Moreover, because my mom was an active practitioner in a small community, she was the de facto Witch for commentary and questions. She was featured on the local news one Halloween, decrying the holiday’s presentation of Witches and elaborating on the historical roots of Samhain, a Gaelic festival that many Wiccans view as the beginning of the spiritual new year and from which many of our October iconography is borrowed. She was also interviewed more than once for the local paper and invited to give talks around town. She took delight in embodying an alternative to the general public.
“I saw your mom on the news!” a classmate would say, though rarely in a way that made me feel like that was a good thing. Most often, the exclamation was followed with a sentiment like “she’s kind of weird” or questions about my own beliefs (“Are you a Witch? Are you gonna cast a spell on me? Where’s your hat?”), which were nonexistent.
“Yeah, I’m not really into all that stuff,” I’d mutter, red-faced, before changing the subject.
‘Are you a Witch? Are you gonna cast a spell on me?’
The mortification I felt was incredibly real — but then, so was her faith. She, herself, didn’t feel any shame or embarrassment, because she truly believed that Wicca is the truest religious ideology. And so we, too, were expected to be unashamed. And even if we were embarrassed by her beliefs, she thought it was a fair tradeoff; the shame of being different was worth it in the long run, if it meant we would be saved from the tyranny of being “normal,” a word she used as a pejorative.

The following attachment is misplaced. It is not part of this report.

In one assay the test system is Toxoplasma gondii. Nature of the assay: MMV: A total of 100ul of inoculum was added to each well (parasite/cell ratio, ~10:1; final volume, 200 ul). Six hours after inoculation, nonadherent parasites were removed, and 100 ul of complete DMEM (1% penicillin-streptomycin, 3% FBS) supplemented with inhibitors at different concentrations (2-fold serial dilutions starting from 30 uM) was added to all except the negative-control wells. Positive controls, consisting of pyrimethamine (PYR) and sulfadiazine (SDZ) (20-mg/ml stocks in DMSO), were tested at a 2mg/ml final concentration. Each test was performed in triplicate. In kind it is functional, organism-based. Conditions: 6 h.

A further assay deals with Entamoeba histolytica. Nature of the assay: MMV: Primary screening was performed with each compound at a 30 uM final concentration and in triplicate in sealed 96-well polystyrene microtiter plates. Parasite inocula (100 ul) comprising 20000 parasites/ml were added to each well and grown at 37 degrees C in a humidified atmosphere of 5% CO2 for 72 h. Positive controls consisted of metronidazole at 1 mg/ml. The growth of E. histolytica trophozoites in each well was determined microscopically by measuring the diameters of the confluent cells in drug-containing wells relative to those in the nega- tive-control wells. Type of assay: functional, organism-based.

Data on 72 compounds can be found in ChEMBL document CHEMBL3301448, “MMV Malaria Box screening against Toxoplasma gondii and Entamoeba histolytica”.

It all felt hard then. Why couldn’t we just be normal — and that be a good thing? As a child and later a teenager desperate to fit in, I wanted to go to garden parties and elegant events, not Beltane potlucks where all of the adults wore crystals and we thanked the Goddess for the fecundity of the earth. I wanted Clinique Happy and Abercrombie, not patchouli oil.
It didn’t help, either, that I was personally non-religious. I didn’t believe in reincarnation, in spirit animals, or in the power of spells to bring about change. Without the conviction behind the trappings, it all felt like an inconvenience and a sore subject.
And then, seemingly from out of nowhere, this religion I felt so distant from became all anyone could talk about. But this time, it wasn’t my mom doing the talking — it was, for the first time, my peers.
Some time around the end of college, what my siblings and friends in the know (the friends who’d call my mom to have her interpret their dreams) used to refer to as the purview of “hippies” was suddenly referred to, endearingly, as “woo-woo.” In light conversation, a coworker or acquaintance might make mention of echinacea for a cold or note, somewhat sheepishly, that she’d consider going to a psychic, and I would share some of what I’d learned from my mother. My wealth of knowledge about things like past-life regressions, the reason some people spell “magick” with a “k,” and the greetings used in Wiccan circles (“merry meet”) became something people would willingly tap into. Soon, the people I knew began to seek my advice about everything from alternative remedies to spirituality, and, especially, tarot — a divination tool my mother used to charge money for, but which I knew mostly as a party trick. I was a keeper of information that wasn’t embarrassing — it was intriguing and valuable.